The economic threshold of 250 soybean aphids per plant, with more than 80% of plants infested and aphid populations increasing was published in 2007 to prevent populations from reaching the EIL. These values were determined by closely monitoring aphid populations in research plots. It has been nearly a decade since the current threshold was developed and published, and University research continues to support these values. However, some have questioned the continued validity of the original soybean aphid ET that used data from the mid-2000s. Calculations performed using current economic conditions (which are different now), but without regard to biology (which has not changed) may suggest that a lower ET should be used for aphid management. Aphid biology and how the plant reacts to aphids make the exercise meaningless. No significant gain can be found at those lower aphid numbers (remember the ET of 250 aphids per plant is already well below the damage boundary), AND low numbers of aphids often don’t reach the EIL.
The soybean aphid ET is best viewed as a fixed action or treatment threshold, unlike some, more flexible thresholds for other pests. In the case of soybean aphid, raising the threshold reduces lead-time for applications and increases risk of economic loss from rapidly increasing aphid populations. Lowering the threshold may provide a bit more lead-time for insecticide applications, but it also reduces the chances for natural enemies to establish and the sometimes harsh environment of a soybean field to solve the problem for you. Lowering the threshold reduces your ability to treat only those fields facing a reasonably high risk of yield loss. Therefore, a sliding scale that lowers the ET is not recommended.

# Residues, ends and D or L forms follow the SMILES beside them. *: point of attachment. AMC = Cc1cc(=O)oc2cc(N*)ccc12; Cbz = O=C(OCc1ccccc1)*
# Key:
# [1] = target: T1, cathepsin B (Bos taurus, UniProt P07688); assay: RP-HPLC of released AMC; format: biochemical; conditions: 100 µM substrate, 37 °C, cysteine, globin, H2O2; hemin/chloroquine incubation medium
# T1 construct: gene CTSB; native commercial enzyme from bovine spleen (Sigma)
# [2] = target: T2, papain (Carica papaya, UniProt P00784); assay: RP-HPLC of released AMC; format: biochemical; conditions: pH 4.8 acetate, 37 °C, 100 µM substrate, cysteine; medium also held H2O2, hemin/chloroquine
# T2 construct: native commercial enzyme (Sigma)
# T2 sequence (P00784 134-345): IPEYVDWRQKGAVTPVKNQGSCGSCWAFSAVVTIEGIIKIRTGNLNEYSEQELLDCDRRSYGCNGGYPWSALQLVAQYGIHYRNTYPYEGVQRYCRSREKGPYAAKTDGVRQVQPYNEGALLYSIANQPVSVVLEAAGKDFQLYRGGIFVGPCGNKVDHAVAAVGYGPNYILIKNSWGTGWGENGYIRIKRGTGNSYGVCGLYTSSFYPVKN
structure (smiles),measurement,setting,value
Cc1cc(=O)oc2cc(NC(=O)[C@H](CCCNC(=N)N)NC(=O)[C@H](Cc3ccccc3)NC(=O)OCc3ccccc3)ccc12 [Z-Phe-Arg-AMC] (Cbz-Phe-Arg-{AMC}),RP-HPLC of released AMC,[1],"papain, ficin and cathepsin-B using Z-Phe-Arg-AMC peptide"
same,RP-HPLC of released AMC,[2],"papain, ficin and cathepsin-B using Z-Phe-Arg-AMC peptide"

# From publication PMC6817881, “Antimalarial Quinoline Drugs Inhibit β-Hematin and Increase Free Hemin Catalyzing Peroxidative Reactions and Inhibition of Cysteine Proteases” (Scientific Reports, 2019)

In my soybean aphid efficacy evaluation, treating below 250 aphids/plant resulted in no observable yield increase, supporting the conclusion that very low thresholds or zero tolerance of aphids are not necessary. View my annual reports here. Again, there are no published, peer-reviewed data that show that soybean aphid injury is likely below the ET. Therefore, only treat fields that have a reasonable chance of reaching economically damaging levels to see a positive return on investment. Lowering the ET below 250 aphids/plant will not protect yield. Instead, it will result in spending money unnecessarily on many more fields that will not experience economic loss. This threshold is conservative in that it allows plenty of time for action on the producer’s part before yield loss could begin. This is particularly true during late soybean growth stages.